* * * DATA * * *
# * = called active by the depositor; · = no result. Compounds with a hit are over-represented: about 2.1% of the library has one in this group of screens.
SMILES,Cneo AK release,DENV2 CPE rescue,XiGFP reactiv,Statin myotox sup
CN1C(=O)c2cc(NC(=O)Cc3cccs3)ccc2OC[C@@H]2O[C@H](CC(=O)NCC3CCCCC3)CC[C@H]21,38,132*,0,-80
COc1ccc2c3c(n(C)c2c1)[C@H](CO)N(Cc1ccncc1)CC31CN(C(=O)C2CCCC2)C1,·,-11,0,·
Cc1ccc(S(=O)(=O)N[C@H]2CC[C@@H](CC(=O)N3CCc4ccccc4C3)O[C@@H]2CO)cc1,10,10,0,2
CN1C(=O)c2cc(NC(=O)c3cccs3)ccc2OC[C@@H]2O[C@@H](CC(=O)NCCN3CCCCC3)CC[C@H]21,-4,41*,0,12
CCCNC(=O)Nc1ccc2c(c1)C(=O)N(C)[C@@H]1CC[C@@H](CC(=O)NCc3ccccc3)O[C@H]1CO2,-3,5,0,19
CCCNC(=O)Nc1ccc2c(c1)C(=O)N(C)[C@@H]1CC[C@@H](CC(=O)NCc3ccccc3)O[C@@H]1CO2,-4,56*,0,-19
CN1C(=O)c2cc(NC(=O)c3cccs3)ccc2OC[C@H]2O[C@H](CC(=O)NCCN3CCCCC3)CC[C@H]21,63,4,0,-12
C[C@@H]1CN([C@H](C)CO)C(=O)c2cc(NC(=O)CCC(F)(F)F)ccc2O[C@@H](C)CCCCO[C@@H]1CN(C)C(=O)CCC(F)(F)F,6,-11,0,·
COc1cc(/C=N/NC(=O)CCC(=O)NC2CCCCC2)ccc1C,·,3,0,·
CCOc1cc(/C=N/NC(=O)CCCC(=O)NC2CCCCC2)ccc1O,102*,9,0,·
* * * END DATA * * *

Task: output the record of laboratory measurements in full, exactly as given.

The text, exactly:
# * = called active by the depositor; · = no result. Compounds with a hit are over-represented: about 2.1% of the library has one in this group of screens.
SMILES,Cneo AK release,DENV2 CPE rescue,XiGFP reactiv,Statin myotox sup
CN1C(=O)c2cc(NC(=O)Cc3cccs3)ccc2OC[C@@H]2O[C@H](CC(=O)NCC3CCCCC3)CC[C@H]21,38,132*,0,-80
COc1ccc2c3c(n(C)c2c1)[C@H](CO)N(Cc1ccncc1)CC31CN(C(=O)C2CCCC2)C1,·,-11,0,·
Cc1ccc(S(=O)(=O)N[C@H]2CC[C@@H](CC(=O)N3CCc4ccccc4C3)O[C@@H]2CO)cc1,10,10,0,2
CN1C(=O)c2cc(NC(=O)c3cccs3)ccc2OC[C@@H]2O[C@@H](CC(=O)NCCN3CCCCC3)CC[C@H]21,-4,41*,0,12
CCCNC(=O)Nc1ccc2c(c1)C(=O)N(C)[C@@H]1CC[C@@H](CC(=O)NCc3ccccc3)O[C@H]1CO2,-3,5,0,19
CCCNC(=O)Nc1ccc2c(c1)C(=O)N(C)[C@@H]1CC[C@@H](CC(=O)NCc3ccccc3)O[C@@H]1CO2,-4,56*,0,-19
CN1C(=O)c2cc(NC(=O)c3cccs3)ccc2OC[C@H]2O[C@H](CC(=O)NCCN3CCCCC3)CC[C@H]21,63,4,0,-12
C[C@@H]1CN([C@H](C)CO)C(=O)c2cc(NC(=O)CCC(F)(F)F)ccc2O[C@@H](C)CCCCO[C@@H]1CN(C)C(=O)CCC(F)(F)F,6,-11,0,·
COc1cc(/C=N/NC(=O)CCC(=O)NC2CCCCC2)ccc1C,·,3,0,·
CCOc1cc(/C=N/NC(=O)CCCC(=O)NC2CCCCC2)ccc1O,102*,9,0,·